Guerra has been a prime motivator of an expanding healthy grain market.  “It’s exploding now although it’s taken some time to build up momentum.  It requires some patience, something farmers are well acquainted with.  Platforms like this take time and effort to build, but once built, hopefully they’ll last a lifetime and that’s what I want to leave as my legacy --- healthy local grains and a consumer community that support that effort.”

As evidence of that growing farmer support, BKW Farms in Marana, Ariz., allocates a portion of its nearly 300 acres to organically grow Sonoran as well as Red Fife, Khorasan, Durum, and Hard Red with the acknowledgment they are ready to expand that growing acreage as demand increases.

In the metro valley of Phoenix, Hayden Mills is the big producer via its acreage at Sossaman Farms in Queen Creek.  Specializing in alfalfa with rotations of wheat and barley, 130 of their 800 acres get dedicated to growing 6-8 varieties per year of the never-been-hybridized grains.

“While our grains are not certified organic, they are grown sustainability and without use of chemicals.  They are then stone-milled where the grain is sheared into flour by rotating stones, preserving the integrity and nutrition of the whole grain,” they report.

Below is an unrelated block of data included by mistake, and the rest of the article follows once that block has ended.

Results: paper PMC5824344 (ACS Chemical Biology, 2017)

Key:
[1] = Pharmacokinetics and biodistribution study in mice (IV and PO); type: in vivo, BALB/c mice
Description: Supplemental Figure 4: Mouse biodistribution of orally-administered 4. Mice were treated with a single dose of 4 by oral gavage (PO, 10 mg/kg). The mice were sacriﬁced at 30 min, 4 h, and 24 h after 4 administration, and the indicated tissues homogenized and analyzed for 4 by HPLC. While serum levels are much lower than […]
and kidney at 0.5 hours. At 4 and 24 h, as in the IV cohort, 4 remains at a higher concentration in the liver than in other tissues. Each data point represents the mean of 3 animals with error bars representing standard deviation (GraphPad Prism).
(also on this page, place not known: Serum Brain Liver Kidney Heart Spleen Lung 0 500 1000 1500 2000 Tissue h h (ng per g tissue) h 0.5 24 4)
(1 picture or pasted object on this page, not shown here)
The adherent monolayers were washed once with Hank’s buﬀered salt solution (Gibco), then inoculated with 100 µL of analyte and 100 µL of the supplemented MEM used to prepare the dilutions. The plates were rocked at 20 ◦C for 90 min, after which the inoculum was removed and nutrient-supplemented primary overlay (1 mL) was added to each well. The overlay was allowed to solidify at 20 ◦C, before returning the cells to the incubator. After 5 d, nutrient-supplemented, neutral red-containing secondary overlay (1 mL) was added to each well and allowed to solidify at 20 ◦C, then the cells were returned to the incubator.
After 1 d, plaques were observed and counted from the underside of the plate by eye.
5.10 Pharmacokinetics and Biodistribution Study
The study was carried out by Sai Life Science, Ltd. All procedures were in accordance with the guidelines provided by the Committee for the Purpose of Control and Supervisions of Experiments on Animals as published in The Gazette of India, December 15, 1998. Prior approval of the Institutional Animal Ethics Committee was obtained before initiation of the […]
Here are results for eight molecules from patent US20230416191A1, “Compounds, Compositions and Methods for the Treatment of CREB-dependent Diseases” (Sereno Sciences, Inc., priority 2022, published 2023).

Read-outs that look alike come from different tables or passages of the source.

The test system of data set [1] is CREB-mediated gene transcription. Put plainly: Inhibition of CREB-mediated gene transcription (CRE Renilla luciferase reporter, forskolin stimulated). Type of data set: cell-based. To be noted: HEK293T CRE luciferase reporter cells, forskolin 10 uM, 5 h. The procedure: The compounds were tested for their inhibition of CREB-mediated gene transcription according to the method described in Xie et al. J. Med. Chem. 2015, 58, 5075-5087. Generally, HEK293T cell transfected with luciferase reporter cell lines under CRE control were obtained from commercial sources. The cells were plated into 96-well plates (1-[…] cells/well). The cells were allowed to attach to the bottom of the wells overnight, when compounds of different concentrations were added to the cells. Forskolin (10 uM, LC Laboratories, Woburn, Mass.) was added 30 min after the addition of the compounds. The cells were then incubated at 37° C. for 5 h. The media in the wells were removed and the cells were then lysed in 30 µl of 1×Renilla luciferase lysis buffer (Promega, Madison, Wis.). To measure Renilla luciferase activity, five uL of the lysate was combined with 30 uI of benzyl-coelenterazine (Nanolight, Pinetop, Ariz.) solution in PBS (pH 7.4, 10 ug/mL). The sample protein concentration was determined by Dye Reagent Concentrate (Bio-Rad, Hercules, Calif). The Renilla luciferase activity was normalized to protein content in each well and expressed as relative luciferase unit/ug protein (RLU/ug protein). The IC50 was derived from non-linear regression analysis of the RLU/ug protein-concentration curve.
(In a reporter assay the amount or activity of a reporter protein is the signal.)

Colorado to California

There are similar local grain economies starting to proliferate in other Western sites.

In Colorado, the Rocky Mountain Seed Alliance has spent seven years conducting a heritage grain trial program that has resulted in impressive biodiversity --- seed stocks of over 250 ancient and heritage grain varieties.  The hope is that farmers will join in their excitement to grow out and scale up those varieties.

Likewise in Los Altos, Calif., The Whole Grain Connection also encourages increased supplies of basic whole grain foods instead of refined flour that contains only endosperm.

“We support those who have opened their eyes to the reality that it was a big mistake to remove bran and germ from wheat flour.  The time is now for a joint effort to produce healthful whole grain foods,” says director Monica Spiller.

Another similar undertaking is the now-10-year-old Mendocino Grain Project being farmed on 50 acres.  “Our vision is to provide staple crops, primarily grains, to Mendocino and surrounding counties for local consumption --- and to support the growing of grain in Northern California,” they advertise.

MGP’s owner, Rachel Britten, told the Napa Valley Register: “It’s a real pleasure to work with farmer partners who are growing sustainable, organic, heirloom grains,” in this case, Sonoran White, Red Fife, Rouge de Bordeaux, Central Red, Durum-Iraq, and Khorasan."

Collectively, these efforts are aimed at expanding the growth of respective local grain economies.

As Guerra says of the latest link in building a grain chain in Arizona, “My goal in life is to make meaning.”

And bread.